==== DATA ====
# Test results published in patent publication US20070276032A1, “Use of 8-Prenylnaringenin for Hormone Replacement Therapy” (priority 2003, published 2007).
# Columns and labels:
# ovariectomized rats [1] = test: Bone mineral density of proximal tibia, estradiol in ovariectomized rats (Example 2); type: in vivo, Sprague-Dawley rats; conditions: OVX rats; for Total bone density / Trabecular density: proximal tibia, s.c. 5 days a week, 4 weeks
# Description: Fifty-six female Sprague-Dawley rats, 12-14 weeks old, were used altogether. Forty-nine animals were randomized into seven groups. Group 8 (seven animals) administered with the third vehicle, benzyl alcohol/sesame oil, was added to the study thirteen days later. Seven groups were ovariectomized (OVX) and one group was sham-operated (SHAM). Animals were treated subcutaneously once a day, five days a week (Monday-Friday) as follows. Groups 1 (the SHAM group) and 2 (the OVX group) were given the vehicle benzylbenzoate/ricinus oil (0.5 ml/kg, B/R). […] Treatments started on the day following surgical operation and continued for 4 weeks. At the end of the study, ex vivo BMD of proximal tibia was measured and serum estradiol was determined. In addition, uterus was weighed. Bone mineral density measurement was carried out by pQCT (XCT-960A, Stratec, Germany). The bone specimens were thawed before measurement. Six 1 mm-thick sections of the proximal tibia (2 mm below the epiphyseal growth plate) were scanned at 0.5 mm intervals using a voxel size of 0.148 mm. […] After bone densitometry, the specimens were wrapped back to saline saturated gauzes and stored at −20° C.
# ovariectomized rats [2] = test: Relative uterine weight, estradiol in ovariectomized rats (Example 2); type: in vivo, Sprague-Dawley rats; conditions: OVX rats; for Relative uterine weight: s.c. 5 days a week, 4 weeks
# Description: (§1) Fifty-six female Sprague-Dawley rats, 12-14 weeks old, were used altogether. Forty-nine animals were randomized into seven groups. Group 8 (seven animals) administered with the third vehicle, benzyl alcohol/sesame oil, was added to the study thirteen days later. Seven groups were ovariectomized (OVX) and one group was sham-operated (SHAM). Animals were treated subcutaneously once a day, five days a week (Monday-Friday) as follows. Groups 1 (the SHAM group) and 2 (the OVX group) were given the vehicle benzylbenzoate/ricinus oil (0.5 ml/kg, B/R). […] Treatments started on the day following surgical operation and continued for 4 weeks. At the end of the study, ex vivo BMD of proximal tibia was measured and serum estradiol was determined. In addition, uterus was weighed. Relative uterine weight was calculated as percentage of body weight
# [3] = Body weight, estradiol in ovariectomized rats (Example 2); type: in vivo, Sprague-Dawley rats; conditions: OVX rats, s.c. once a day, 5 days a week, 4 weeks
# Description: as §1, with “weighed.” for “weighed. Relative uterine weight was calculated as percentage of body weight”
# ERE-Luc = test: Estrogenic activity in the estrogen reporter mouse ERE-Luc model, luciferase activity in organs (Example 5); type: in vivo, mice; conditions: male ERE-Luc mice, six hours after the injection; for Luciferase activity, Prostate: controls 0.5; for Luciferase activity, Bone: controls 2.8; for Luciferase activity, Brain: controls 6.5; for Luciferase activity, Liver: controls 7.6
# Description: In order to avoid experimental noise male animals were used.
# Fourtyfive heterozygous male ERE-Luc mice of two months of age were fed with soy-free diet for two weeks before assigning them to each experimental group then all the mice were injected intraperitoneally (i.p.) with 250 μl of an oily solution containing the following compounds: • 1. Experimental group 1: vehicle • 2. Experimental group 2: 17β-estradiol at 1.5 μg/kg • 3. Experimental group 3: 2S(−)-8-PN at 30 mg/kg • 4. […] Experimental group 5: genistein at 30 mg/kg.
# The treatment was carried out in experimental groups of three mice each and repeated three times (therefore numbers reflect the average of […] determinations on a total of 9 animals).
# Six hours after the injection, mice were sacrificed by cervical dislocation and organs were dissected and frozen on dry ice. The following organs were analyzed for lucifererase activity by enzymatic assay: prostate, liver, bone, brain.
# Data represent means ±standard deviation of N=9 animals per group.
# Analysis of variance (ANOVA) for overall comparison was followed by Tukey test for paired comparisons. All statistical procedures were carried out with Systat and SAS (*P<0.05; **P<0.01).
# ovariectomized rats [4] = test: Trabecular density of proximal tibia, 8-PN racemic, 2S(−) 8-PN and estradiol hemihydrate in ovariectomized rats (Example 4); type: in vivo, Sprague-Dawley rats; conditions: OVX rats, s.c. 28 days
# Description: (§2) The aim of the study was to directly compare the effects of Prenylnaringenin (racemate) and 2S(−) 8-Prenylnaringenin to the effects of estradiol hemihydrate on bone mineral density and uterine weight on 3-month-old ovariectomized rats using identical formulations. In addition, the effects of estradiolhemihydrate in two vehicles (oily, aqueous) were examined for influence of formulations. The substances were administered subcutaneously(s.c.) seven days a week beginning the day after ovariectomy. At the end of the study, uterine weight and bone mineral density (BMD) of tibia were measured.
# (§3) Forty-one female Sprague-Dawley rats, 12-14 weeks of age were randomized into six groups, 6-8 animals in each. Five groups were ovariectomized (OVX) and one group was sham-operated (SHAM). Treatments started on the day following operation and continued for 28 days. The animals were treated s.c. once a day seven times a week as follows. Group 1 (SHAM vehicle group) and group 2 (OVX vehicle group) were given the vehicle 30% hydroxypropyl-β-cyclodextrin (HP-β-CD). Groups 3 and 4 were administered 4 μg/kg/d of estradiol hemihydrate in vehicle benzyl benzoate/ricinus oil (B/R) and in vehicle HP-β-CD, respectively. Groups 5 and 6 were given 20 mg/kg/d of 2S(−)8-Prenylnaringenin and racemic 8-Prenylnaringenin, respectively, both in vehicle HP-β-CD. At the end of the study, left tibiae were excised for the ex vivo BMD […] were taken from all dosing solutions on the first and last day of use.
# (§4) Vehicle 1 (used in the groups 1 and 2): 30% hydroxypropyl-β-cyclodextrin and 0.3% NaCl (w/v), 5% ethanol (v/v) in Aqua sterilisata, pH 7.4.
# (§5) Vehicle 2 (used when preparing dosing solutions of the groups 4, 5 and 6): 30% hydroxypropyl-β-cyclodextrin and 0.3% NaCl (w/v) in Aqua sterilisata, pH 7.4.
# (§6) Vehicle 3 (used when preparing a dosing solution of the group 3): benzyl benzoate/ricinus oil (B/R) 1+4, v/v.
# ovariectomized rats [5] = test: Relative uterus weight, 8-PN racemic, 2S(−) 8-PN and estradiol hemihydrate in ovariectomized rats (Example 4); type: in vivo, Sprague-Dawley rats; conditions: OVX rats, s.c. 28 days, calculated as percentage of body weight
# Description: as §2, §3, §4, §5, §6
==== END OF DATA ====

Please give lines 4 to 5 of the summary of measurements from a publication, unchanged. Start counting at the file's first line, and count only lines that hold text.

# Description: Fifty-six female Sprague-Dawley rats, 12-14 weeks old, were used altogether. Forty-nine animals were randomized into seven groups. Group 8 (seven animals) administered with the third vehicle, benzyl alcohol/sesame oil, was added to the study thirteen days later. Seven groups were ovariectomized (OVX) and one group was sham-operated (SHAM). Animals were treated subcutaneously once a day, five days a week (Monday-Friday) as follows. Groups 1 (the SHAM group) and 2 (the OVX group) were given the vehicle benzylbenzoate/ricinus oil (0.5 ml/kg, B/R). […] Treatments started on the day following surgical operation and continued for 4 weeks. At the end of the study, ex vivo BMD of proximal tibia was measured and serum estradiol was determined. In addition, uterus was weighed. Bone mineral density measurement was carried out by pQCT (XCT-960A, Stratec, Germany). The bone specimens were thawed before measurement. Six 1 mm-thick sections of the proximal tibia (2 mm below the epiphyseal growth plate) were scanned at 0.5 mm intervals using a voxel size of 0.148 mm. […] After bone densitometry, the specimens were wrapped back to saline saturated gauzes and stored at −20° C.
# ovariectomized rats [2] = test: Relative uterine weight, estradiol in ovariectomized rats (Example 2); type: in vivo, Sprague-Dawley rats; conditions: OVX rats; for Relative uterine weight: s.c. 5 days a week, 4 weeks